The Downfall of Freedom of Expression

Subject: The Downfall of Freedom of Expression
Date: 5 Mar 2019

The Downfall of Freedom of Expression
Makenna McDowell
“Social media and messaging apps are inaccessible for 38% of all internet users. And 33% of citizens live in countries where discussion of LGBTQ issues is off limits under threat of punishment.” (“internet.”) Censorship is a reoccurring event used by the government to limit access to social media, print media, and the overall flow of information to the public. In India, the government is seeking strategies to restrict freedom of expression, including recent attempts to limit access to the internet and the freedom of Indian television (The Editorial Board.) In addition, the government bans and censors’ books like, Harry Potter, Where the Sidewalk Ends, How to Kill a Mockingbird, and even Winnie the Pooh. The government should not be as strict when censoring information because it puts restraints of their freedom, and leaves the public with unanswered questions regarding their society.
“According to Freedom House, out of the estimated 3.2 billion internet users, a staggering 60% live in countries where citizens have been arrested for voicing their opinion on political, social and religious issues.” (“internet.”) Government censorship is found all around us, possibly more than you realize. Take the book, Fahrenheit 451 by Ray Bradbury for example. This novel exemplifies government censorship because throughout the story, the protagonist, Guy Montag, battles with his society to enhance the diversity presented in it. While doing this he realizes that the government has brainwashed his society and anyone who doesn’t follow certain norms given by the government, is in danger. The sad reality of this is that it is presented in today’s society as well.
Firstly, you might say that the government needs to censor things because certain Information should not be open to the public. However, it can even be argued that government censorship is violating the first amendment of the United States, which is “…everyone residing in the United States the right to hear all sides of every issue and to make their own judgments about those issues without government interference or limitations.” (“censorship”.) This amendment “allows individuals to speak, publish, read and view what they wish, worship (or not worship) as they wish, associate with whomever they choose, and gather together to ask the government to make changes in the law or to correct the wrongs in society.” (“censorship”.) An example of government censorship violating the first amendment is the banning of books in schools. Take the book And Tango Makes Three by Justin Richardson and Henry Cole for instance. “And Tango Makes Three is based on the true story of two male penguins raising a chick in the Central Park Zoo.” (“LGBTQ.”) This children’s book, because of the diversity presented, was even ordered off bookshelves entirely in one of north Carolina’s biggest school districts. This relates to first amendment intrusion because it violates the ability for individuals to publish or read information. This information regarding the LGBTQ community is often being hidden from children and just proves that government censorship is real and is affecting our society, our first amendment, and in this case, our next generation.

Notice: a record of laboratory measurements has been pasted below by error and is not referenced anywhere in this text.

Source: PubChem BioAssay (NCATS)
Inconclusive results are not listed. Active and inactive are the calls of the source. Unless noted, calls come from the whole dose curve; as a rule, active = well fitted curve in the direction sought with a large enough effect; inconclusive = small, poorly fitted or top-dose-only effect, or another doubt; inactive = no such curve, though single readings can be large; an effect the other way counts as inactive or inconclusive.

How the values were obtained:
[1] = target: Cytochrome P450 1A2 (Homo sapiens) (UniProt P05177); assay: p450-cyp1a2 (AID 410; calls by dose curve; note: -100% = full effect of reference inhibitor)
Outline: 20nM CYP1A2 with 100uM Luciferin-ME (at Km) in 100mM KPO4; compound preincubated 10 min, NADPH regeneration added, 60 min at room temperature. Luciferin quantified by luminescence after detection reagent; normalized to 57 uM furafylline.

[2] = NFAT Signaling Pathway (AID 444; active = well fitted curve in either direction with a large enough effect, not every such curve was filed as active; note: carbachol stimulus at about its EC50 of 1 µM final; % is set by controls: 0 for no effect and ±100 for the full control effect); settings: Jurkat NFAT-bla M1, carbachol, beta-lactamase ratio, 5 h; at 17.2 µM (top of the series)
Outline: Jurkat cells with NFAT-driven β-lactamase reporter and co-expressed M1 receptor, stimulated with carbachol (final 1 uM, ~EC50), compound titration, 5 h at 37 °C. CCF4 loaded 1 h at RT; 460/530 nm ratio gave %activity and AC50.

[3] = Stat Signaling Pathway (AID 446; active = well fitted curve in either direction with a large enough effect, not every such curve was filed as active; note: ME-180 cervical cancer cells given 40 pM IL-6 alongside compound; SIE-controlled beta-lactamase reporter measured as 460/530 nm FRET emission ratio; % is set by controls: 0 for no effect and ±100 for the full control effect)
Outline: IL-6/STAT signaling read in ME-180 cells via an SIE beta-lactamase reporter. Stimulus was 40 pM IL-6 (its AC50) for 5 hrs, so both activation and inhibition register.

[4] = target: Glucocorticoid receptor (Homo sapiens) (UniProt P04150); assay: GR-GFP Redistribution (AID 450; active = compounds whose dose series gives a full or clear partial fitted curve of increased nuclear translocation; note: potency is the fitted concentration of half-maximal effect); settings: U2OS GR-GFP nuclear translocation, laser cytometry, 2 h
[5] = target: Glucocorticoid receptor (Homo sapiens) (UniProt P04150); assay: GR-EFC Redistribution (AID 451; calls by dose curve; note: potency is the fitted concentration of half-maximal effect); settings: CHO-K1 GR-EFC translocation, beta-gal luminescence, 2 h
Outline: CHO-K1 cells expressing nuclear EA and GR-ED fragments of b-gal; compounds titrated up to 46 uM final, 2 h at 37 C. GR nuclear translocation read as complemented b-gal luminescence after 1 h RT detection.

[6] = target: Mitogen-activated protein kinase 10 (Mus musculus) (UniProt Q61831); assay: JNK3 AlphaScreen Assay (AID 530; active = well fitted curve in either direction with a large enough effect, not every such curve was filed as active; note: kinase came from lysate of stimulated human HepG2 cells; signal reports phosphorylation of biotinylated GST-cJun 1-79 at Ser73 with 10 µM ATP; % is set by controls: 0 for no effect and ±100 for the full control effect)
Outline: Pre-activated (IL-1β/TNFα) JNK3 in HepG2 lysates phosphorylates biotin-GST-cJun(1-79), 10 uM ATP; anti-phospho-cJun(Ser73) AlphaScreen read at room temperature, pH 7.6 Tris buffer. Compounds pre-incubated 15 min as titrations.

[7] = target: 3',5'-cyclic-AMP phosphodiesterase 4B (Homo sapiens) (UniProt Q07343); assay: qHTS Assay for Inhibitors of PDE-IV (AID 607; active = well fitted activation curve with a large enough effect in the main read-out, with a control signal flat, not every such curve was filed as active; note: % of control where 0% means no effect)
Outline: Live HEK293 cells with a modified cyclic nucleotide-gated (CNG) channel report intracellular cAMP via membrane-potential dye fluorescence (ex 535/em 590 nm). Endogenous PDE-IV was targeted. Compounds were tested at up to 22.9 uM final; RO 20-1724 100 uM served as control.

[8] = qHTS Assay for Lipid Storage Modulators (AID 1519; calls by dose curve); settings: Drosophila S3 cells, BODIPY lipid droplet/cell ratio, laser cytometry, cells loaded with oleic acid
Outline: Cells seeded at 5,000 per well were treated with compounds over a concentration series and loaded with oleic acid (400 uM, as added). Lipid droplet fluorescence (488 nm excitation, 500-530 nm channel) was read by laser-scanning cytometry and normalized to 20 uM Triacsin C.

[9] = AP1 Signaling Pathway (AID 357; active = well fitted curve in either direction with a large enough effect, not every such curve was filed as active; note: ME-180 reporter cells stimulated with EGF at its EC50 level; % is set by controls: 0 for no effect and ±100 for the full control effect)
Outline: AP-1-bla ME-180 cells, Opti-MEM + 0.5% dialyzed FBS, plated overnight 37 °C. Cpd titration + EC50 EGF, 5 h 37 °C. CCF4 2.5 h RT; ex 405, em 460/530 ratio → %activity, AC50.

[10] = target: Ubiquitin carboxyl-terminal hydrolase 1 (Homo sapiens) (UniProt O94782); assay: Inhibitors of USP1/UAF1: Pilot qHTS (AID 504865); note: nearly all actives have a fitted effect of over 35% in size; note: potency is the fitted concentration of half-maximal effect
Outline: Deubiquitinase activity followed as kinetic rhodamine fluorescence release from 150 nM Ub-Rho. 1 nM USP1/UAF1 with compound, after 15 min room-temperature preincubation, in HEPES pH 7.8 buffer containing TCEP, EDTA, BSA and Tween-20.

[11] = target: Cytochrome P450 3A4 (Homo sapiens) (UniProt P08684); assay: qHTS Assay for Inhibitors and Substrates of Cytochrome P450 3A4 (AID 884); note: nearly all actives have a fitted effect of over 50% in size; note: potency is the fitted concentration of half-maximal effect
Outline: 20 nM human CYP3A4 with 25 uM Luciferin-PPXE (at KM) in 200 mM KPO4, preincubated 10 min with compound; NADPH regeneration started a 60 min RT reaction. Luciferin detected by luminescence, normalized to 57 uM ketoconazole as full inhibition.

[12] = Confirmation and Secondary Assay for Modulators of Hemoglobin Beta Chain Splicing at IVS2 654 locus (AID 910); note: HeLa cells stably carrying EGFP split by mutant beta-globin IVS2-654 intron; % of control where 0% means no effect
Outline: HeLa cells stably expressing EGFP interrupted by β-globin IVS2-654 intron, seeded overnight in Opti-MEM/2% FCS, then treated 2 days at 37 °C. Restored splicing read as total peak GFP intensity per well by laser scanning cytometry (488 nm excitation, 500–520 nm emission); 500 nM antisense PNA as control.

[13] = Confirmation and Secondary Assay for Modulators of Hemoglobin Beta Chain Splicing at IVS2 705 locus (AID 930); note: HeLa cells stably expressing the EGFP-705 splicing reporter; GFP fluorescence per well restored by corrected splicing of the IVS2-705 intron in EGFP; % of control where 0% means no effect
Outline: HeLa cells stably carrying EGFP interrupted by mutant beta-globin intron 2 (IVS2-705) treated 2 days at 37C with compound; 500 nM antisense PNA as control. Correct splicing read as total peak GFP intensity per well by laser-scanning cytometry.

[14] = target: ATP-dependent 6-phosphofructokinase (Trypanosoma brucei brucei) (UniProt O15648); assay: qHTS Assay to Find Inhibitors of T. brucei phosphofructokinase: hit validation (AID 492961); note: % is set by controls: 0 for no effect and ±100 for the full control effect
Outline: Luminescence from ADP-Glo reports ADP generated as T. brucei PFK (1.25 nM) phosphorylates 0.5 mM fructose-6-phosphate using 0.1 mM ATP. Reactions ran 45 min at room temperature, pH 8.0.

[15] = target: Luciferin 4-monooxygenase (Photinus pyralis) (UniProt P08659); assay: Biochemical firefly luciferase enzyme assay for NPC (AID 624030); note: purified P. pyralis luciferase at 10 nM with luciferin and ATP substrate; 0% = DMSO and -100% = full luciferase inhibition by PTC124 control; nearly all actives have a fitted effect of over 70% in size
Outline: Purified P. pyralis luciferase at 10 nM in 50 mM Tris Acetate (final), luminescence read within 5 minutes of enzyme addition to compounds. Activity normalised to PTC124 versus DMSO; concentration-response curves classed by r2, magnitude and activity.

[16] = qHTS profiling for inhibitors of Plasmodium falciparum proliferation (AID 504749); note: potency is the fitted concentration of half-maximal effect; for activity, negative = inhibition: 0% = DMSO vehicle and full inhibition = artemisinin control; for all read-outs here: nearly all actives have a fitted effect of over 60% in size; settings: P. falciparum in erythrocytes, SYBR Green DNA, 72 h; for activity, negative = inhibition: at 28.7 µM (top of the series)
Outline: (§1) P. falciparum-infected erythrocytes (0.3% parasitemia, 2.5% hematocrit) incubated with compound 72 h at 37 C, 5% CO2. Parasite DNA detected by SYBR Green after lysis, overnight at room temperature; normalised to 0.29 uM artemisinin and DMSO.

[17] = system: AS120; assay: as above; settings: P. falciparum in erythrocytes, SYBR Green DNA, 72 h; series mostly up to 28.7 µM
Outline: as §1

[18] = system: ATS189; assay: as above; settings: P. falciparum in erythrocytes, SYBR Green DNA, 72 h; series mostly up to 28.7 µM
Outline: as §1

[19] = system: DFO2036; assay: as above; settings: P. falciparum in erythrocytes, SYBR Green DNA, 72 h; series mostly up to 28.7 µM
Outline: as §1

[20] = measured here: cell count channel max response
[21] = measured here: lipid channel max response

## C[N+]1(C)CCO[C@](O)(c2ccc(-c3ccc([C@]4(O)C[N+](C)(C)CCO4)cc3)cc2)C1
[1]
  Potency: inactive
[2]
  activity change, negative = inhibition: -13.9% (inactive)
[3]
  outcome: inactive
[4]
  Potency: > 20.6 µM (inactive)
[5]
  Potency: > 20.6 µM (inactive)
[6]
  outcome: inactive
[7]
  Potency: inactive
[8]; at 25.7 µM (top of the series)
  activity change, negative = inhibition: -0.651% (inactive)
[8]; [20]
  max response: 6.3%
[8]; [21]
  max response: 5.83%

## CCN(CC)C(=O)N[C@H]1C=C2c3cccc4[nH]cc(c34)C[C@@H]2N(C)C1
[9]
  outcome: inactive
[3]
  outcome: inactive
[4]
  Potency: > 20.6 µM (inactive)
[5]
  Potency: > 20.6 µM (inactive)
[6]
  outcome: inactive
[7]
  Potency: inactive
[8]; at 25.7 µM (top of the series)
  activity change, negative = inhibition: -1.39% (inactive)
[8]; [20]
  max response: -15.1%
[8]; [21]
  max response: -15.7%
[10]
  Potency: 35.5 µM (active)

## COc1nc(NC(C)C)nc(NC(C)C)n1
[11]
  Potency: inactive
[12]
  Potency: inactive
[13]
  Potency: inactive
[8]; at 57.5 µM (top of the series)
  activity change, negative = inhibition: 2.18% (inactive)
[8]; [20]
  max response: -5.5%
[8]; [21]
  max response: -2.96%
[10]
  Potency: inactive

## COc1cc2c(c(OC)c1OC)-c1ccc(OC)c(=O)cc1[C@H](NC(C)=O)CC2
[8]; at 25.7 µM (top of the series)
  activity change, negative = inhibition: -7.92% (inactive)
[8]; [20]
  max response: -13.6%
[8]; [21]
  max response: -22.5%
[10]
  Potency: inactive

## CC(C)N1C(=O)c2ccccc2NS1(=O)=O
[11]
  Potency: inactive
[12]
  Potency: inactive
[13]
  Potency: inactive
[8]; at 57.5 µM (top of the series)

In addition, the government is also censoring things that dont need to be censored. However, there is some good news! While at the Republican National Convention you don’t have to stress about an angry protester harming you “...with lumber, a hatchet, chains, gas masks or even a "super soaker" water gun.” (“Banned.”) On the contrary, while you can rest reassured you won’t get soaked by a water gun, there is no guarantee you’ll be safe from a real gun. That’s correct, the setting of this political event (Tampa and Charlotte) allows legal possession of a real bullet-filled gun within a 1.7-mile area surrounding the event but not possession of an eventful summertime toy. (Cox Media Group National Content Desk.) This proves how government censorship has gone too far with censoring things from the public that don’t need to be censored, especially when there are more harmful alternatives.
Overall, government censorship is a real problem. However, you can help spread the word of the negative side of government censorship and how often it is found in todays’ society. Furthermore, by not supporting businesses or any local governments for any rights that can compromise your privacy/ restrict your freedom, can also help eliminate extreme censoring. The government is presented too strict and puts too many restraints on individuals’ freedom. Seen everywhere, government censorship needs to allow citizens to express themselves in their own ways without feeling restricted ; furthermore, doesn’t need to be restricting every provocative thing presented in the media, which leave individuals feeling confused with their society.

Works Cited

Head, Tom. “An Illustrated History and Timeline of Censorship in the United States.” Thoughtco., Dotdash, 24 Sept. 2018,

Board, The Editorial. “Opinion | India's Government Censorship.” The New York Times, The New York Times, 21 Dec. 2017,

“Why Countries Should Not Restrict Internet Freedom.”,

Admin. “First Amendment and Censorship.” United for Libraries, 2 July 2018,

“What We Do.” National Coalition Against Censorship,

Cox Media Group National Content Desk. “Water Guns Banned, Handguns Allowed on Streets Outside RNC.” Ajc, The Atlanta Journal-Constitution, 1 Sept. 2016,